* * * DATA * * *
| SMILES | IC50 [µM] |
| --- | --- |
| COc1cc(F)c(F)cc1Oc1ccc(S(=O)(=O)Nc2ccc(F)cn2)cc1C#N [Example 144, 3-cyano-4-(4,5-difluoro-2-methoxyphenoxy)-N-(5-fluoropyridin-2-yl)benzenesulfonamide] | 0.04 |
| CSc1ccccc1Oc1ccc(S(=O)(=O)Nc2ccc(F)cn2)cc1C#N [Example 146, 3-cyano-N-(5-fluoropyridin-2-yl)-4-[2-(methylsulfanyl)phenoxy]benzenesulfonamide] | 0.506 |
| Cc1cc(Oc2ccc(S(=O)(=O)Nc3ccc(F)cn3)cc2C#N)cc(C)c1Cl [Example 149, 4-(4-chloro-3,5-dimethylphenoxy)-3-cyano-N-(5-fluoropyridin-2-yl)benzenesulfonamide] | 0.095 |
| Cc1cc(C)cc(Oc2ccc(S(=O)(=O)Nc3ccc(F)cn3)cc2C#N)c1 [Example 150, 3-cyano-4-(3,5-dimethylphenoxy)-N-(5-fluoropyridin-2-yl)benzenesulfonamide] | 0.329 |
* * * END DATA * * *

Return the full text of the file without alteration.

| SMILES | IC50 [µM] |
| --- | --- |
| COc1cc(F)c(F)cc1Oc1ccc(S(=O)(=O)Nc2ccc(F)cn2)cc1C#N [Example 144, 3-cyano-4-(4,5-difluoro-2-methoxyphenoxy)-N-(5-fluoropyridin-2-yl)benzenesulfonamide] | 0.04 |
| CSc1ccccc1Oc1ccc(S(=O)(=O)Nc2ccc(F)cn2)cc1C#N [Example 146, 3-cyano-N-(5-fluoropyridin-2-yl)-4-[2-(methylsulfanyl)phenoxy]benzenesulfonamide] | 0.506 |
| Cc1cc(Oc2ccc(S(=O)(=O)Nc3ccc(F)cn3)cc2C#N)cc(C)c1Cl [Example 149, 4-(4-chloro-3,5-dimethylphenoxy)-3-cyano-N-(5-fluoropyridin-2-yl)benzenesulfonamide] | 0.095 |
| Cc1cc(C)cc(Oc2ccc(S(=O)(=O)Nc3ccc(F)cn3)cc2C#N)c1 [Example 150, 3-cyano-4-(3,5-dimethylphenoxy)-N-(5-fluoropyridin-2-yl)benzenesulfonamide] | 0.329 |